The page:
The clarity of vision (acuity) is dependent on the refraction of parallel light rays and the sharp focus of this light on the retina. Normally the ciliary muscles of the lens can remain relaxed and distant objects can be seen clearly, albeit small depending on the distance. This normal vision is known as emmetropia. To see near objects clearly the muscles have to contract and alter the lens shape and therefore the refractive index of the lens. The parallel rays of light can then be focused clearly on the retina. This is known as accommodation. Some of the more common vision problems in both children and adults is due to a refractive error. This means that the light is not focused on the retina with the sharpness that it should be. The image either falls short of the retina or beyond it and the vision appears blurred. A person may, however, see with some degree of clarity if an object is very near or very far away.
What is myopia?
Myopia or myopic vision means that a person can clearly see objects that are near. It is also commonly known as nearsightedness or short sight. Myopia is one of the more common refractive errors that causes vision problems. Distant objects appear blurred and the eye is not able to accommodate in any way to correct it. Therefore corrective lenses, whether spectacles or contact lens, or procedures like LASIK is needed. Myopia is a not serious disorder of the eye and will not lead to blindness in the vast majority of people despite that fact that it is often progressive over years. However, people with severe myopia do have an increased risk of other eye disorders like glaucoma and macular degeneration but overall this risk is small.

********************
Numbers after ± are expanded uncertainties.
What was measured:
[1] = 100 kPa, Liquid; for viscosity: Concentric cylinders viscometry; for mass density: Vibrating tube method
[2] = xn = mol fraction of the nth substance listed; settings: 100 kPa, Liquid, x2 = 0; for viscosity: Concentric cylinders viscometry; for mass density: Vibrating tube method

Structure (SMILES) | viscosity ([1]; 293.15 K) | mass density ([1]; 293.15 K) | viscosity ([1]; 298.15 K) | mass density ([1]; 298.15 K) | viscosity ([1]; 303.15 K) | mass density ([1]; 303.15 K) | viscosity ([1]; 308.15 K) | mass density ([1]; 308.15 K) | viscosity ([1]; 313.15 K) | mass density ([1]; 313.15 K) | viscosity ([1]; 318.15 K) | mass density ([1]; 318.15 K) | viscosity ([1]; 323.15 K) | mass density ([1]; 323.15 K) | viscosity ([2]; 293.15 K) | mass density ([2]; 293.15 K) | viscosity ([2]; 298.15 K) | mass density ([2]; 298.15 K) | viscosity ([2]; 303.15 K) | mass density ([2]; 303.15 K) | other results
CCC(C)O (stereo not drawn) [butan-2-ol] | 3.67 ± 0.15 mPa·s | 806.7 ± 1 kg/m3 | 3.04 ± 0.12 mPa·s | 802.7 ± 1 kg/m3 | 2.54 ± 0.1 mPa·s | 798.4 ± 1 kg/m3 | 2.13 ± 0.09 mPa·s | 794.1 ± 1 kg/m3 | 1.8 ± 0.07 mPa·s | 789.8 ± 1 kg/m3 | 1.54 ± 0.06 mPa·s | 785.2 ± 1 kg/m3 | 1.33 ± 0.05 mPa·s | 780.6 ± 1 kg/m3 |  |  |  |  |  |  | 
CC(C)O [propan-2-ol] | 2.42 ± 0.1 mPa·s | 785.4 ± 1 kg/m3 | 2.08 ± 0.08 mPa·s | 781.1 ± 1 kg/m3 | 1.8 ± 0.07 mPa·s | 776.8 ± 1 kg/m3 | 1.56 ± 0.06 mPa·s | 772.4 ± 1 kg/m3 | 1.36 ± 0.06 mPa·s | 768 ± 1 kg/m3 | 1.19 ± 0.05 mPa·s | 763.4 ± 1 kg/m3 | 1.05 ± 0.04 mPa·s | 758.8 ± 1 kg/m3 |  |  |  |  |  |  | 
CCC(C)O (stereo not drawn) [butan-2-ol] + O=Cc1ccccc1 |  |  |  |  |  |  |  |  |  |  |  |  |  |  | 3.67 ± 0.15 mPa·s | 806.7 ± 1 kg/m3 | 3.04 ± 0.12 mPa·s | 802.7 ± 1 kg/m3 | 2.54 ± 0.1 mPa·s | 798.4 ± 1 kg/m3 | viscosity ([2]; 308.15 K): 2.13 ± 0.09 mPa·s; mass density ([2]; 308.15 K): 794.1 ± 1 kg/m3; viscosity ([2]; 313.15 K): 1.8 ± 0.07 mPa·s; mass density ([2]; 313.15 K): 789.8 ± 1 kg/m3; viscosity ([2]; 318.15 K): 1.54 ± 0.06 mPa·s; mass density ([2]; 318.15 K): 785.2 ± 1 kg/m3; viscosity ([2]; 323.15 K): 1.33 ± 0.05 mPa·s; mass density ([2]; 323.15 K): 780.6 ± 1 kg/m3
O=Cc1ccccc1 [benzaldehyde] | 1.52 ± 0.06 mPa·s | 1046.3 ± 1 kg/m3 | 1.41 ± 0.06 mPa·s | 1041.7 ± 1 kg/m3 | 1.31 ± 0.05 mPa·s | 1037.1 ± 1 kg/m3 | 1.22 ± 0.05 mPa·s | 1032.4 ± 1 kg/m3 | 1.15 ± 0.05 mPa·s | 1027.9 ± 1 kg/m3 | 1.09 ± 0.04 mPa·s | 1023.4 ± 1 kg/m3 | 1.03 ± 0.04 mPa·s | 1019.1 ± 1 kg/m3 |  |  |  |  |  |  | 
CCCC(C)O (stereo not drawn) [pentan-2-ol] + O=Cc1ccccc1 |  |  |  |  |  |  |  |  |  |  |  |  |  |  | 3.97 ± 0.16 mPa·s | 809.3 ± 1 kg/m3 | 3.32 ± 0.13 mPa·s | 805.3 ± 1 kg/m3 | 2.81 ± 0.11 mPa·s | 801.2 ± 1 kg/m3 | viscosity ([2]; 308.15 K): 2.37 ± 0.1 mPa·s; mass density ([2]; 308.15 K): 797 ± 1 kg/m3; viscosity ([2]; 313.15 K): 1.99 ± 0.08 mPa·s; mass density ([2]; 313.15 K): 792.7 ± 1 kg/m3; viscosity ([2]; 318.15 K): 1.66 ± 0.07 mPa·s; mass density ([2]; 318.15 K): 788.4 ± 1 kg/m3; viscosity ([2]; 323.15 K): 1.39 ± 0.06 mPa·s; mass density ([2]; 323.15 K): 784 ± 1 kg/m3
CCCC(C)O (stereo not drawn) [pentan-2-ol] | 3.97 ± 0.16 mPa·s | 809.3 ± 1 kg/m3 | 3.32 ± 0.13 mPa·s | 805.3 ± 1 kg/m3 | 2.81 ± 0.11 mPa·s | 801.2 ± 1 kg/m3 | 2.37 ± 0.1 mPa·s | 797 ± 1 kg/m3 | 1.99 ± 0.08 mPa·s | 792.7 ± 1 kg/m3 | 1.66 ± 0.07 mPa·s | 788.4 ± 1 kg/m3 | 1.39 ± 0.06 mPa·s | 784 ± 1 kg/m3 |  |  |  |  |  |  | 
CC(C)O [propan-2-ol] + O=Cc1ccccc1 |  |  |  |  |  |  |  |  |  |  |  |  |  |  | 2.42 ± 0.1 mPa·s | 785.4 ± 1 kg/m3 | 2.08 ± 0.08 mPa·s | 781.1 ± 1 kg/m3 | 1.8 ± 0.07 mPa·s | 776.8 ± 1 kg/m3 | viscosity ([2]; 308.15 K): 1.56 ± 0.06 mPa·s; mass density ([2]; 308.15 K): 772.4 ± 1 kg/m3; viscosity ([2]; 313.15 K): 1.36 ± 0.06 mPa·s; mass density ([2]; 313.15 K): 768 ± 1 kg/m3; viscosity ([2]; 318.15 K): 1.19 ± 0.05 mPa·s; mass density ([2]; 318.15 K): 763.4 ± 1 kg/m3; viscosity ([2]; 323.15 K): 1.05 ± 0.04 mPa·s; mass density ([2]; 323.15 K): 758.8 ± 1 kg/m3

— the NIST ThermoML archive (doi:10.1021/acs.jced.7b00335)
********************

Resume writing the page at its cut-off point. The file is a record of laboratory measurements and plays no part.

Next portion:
How does myopia occur?
The lens of the eye is biconvex when the ciliary muscle is relaxed. This curvature is gradually reduced as the ciliary muscles contract and pull on the lens. In this manner light can be sharply focused on the retina. The cornea also plays an important role in refraction of light, but unlike the lens, its refractive index cannot be changed instantaneously. In myopia the eyeball is too long or the cornea is too curved. Despite the best efforts of the ciliary muscles to alter the lens shape and even flatten it, the sharpest image falls short of the retina. There is no other mechanism in the eye that can alter this but as the object moves closer to the eye, there is a distance at which the image can be sharply focused on the retina. This distance is known as the “far point”. As the object moves closer, accommodation will be able to maintain the clarity. Therefore the “far point” is the defining limit for clear vision.
Causes of Myopic Vision
The exact cause in every case of myopia is unclear. Two important factors though are a family history of short sightedness or visual stress. Other risk factors which may also play some role in the development or worsening of myopia are conditions like diabetes mellitus and being a premature baby. The visual disturbances in diabetes mellitus, however, may not be permanent.
Myopia affects about one-third of the adult population. In most instances it starts in childhood, around school-going age, or sometimes later in the teen years. The condition progressively worsens as the eyeball is still developing and by early adulthood this progression halts. In most cases, the eyesight does not get any worse throughout adulthood although prolonged visual stress and disorders like diabetes mellitus can exacerbate it. In fact it can even cause myopia in an adult with previously normal vision.